A walk on the wild side with forager Chris Hope
This summer’s abundance of wild fruit has encouraged lots of people out collecting blackberries as, even in the city, bramble bushes have scrambled over every bit of uncultivated ground.
It’s easy to think that blackberries - and the occasional apple - are pretty much all there is to find, but in amongst the concrete and carefully maintained parks and gardens there’s a wealth of wild food to be found.
Forager Chris Hope, who has a BSc (hons) in Medicinal Horticulture, has been researching our native plants for over 14 years and now shares his knowledge with two-hour guided walks in cities and countryside around the UK.
I was lucky enough to head out with Chris and a small group of newbie foragers to explore our local park in South London. It was a complete revelation to discover that in just a small patch of park there were so many edible plants, leaves and berries. In all we covered around 16 different varieties from a deliciously peppery wild rocket to hogweed seeds that had a flavour a little like a cross between cardamon and cumin.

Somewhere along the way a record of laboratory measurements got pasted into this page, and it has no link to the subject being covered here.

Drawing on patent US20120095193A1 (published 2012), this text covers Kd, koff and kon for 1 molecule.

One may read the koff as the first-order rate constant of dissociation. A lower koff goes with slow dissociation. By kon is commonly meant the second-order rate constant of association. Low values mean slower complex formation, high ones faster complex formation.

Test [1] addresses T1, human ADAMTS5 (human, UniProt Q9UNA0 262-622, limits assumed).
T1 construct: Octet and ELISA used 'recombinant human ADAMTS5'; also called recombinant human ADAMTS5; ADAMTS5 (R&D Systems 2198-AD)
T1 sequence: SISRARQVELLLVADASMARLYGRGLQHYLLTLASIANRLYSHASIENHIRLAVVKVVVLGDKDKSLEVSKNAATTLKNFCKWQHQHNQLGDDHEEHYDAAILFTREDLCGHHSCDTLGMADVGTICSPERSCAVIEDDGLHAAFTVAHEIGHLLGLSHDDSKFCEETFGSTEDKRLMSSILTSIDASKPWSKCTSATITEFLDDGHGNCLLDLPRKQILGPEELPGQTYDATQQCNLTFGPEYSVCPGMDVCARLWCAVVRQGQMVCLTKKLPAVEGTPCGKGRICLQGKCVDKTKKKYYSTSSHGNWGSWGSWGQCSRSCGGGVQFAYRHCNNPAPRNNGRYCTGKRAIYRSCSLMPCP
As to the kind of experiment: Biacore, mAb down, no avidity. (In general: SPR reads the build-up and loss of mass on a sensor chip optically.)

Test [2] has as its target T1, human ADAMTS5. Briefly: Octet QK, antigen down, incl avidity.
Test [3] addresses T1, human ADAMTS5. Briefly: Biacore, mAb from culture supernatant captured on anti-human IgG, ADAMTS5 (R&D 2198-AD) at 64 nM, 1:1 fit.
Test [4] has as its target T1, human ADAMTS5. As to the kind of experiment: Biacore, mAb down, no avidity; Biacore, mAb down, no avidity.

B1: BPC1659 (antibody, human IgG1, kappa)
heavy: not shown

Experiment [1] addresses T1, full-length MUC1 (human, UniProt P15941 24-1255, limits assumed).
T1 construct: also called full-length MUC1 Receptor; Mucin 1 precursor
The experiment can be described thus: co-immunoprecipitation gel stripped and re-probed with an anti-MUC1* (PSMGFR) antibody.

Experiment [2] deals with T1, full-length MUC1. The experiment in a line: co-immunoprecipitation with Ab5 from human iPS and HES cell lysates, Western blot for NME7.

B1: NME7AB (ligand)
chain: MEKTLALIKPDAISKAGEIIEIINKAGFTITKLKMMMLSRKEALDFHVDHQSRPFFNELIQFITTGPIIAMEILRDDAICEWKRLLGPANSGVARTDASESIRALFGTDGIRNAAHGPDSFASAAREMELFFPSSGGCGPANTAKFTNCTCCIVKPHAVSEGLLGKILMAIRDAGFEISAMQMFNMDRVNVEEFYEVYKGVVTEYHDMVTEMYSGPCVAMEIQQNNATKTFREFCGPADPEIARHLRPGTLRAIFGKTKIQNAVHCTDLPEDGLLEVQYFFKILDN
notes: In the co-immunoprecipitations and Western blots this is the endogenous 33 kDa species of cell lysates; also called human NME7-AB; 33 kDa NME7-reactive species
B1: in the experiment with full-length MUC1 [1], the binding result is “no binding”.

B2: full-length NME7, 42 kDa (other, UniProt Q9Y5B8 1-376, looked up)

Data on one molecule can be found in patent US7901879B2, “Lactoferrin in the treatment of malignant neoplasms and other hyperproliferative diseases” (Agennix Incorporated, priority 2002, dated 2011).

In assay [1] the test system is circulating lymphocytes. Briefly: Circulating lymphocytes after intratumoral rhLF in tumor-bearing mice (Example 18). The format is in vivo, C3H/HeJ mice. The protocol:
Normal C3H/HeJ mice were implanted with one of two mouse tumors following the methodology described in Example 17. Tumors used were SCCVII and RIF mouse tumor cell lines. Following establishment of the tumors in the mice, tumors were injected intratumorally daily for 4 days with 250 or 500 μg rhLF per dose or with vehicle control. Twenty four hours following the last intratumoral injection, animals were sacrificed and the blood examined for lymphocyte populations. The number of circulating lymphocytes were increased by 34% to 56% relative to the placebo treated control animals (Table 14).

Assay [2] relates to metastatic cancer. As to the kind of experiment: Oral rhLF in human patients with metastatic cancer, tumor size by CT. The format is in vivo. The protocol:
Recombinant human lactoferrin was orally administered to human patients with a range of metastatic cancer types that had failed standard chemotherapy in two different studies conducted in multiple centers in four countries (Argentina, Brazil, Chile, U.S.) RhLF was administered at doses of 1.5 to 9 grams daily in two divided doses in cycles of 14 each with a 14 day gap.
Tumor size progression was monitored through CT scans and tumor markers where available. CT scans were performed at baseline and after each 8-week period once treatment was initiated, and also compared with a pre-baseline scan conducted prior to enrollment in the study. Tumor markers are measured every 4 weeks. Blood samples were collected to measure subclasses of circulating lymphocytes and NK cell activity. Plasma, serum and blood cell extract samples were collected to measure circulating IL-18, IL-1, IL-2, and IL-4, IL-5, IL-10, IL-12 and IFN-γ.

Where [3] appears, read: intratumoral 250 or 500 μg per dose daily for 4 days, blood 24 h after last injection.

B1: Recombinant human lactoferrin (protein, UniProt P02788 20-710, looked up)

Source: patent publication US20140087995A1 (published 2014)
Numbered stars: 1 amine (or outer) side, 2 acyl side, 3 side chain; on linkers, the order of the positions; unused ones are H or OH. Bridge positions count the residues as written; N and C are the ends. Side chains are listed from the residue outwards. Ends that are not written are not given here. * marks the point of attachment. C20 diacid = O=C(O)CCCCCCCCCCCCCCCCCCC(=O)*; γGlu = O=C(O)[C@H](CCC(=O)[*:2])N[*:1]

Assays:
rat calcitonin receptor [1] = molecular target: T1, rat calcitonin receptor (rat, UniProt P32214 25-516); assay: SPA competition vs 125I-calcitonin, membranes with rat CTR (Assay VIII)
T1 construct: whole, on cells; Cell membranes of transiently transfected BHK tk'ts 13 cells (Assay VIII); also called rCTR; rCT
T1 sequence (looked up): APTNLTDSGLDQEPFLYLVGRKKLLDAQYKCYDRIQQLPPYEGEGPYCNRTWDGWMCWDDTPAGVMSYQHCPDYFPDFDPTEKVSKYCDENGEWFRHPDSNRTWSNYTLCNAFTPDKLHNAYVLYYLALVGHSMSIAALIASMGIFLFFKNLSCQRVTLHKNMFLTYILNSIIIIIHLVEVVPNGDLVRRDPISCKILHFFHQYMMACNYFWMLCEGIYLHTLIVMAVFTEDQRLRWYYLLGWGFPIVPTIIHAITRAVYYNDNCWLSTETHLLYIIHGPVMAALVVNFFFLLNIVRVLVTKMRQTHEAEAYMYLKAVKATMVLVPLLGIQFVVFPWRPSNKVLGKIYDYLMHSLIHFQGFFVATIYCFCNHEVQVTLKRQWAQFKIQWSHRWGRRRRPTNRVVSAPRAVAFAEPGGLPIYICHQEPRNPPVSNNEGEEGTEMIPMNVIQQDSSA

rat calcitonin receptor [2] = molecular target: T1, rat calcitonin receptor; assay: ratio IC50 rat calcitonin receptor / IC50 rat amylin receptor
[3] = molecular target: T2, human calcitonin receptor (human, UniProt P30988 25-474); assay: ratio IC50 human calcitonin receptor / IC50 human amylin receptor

Of course, as well as lots of lovely edibles, there are plenty of plants that range from mildly toxic to something you’re not coming back from if you consume. Chris pointed out some of the more deadly wild plants, as well as explaining how some plants have edible leaves, for example, but not flowers or seeds.
If you’re intending to get into foraging for wild food it’s essential to have as much knowledge as possible. Going out with an experienced forager like Chris really is the best way to start but there’s also several books and websites with hints and tips, that also explain the legal and ethical aspects.
Each season there’s something new to discover, so I’m looking forward to my next guided foraging walk! I’ll be talking more about the individual plants we found in the foraging session in my next few posts.
** Chris has a Facebook page,’Ipso-phyto: all about wild plants’ and a Meetup page ’The Town and Country Forager’ with information about his next walks, as well as lots of information about wild plants for food and medicines. **